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A controversy about a superbug virus started after a London-based journal published that it's found in New Delhi's drinking water. Now, India's federal Water Resources Minister is playing down the reports of the threat, and has closed an investigation into the matter.
On Monday, India's federal Water Resources Minister played down fears of the presence of a superbug in New Delhi's water. The minister says the matter is not serious enough of warrant any further investigations.
Last week, the London-based Lancet Infectious Diseases journal published that gram-negative bacterial strains with NDM-1 (New Delhi Metallo-beta-lactamase-1) gene, also called the superbug, have been detected in drinking water. The seepage water samples were collected from several locations in the Indian capital.
The journal claims that NDM-1 makes bacterial strains resistant to almost all antibiotics, including the most powerful class named carbapenems.
India's federal Water Resources Minister says he would have taken prompt action if the situation was as serious as it had been made out to be in the journal.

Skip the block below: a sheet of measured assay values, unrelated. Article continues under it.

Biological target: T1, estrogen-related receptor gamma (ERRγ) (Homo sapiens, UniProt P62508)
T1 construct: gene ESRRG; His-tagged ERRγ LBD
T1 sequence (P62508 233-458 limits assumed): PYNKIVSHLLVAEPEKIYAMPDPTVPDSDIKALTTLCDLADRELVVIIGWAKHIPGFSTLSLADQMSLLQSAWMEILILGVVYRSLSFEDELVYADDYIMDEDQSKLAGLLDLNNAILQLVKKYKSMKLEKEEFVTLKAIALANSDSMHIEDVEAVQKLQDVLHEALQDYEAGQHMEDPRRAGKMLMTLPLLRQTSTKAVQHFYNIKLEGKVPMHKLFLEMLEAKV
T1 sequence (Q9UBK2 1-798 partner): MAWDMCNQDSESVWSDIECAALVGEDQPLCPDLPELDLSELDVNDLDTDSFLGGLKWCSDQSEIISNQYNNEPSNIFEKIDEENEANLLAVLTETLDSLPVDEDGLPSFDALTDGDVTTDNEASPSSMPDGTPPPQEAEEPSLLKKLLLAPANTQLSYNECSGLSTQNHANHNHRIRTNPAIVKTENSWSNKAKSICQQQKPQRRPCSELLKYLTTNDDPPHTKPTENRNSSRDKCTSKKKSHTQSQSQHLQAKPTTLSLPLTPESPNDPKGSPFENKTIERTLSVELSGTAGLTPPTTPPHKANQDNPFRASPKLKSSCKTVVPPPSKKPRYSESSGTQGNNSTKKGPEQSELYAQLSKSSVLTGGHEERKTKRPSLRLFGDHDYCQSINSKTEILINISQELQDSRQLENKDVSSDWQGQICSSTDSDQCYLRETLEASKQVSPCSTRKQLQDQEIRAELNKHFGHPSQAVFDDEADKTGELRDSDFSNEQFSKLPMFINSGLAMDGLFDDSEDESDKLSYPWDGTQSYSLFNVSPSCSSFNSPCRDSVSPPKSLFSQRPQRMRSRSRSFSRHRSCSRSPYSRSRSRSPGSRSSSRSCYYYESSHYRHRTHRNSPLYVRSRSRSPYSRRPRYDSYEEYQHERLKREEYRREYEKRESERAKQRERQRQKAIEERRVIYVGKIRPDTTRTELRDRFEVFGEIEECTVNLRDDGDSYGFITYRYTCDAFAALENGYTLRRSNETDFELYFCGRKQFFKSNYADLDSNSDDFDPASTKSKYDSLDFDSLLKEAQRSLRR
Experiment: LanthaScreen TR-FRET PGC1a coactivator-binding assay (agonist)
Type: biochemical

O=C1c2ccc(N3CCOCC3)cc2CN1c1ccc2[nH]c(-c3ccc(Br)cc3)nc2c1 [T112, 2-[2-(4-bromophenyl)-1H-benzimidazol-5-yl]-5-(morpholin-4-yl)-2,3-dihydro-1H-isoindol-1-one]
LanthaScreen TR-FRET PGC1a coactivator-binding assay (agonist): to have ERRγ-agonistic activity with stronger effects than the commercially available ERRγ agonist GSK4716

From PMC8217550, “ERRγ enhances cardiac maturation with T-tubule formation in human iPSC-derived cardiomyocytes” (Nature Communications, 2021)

[Salman Khurshid, Federal Water Resources Minister]:
"Every scientific community has a different point of view on such issues, and disagreements can only be decided by people who are experts in the field. This matter is of concern to the Health Minister, so he must be asked about this issue. But I can certainly tell you, had this been a serious matter or an issue requiring further investigation, then we would certainly have been informed about it."
NDM-1 was in the news in August last year when the same journal reported that patients returning from India were harboring the drug-resistant bacterial strains and named the gene based on its origin.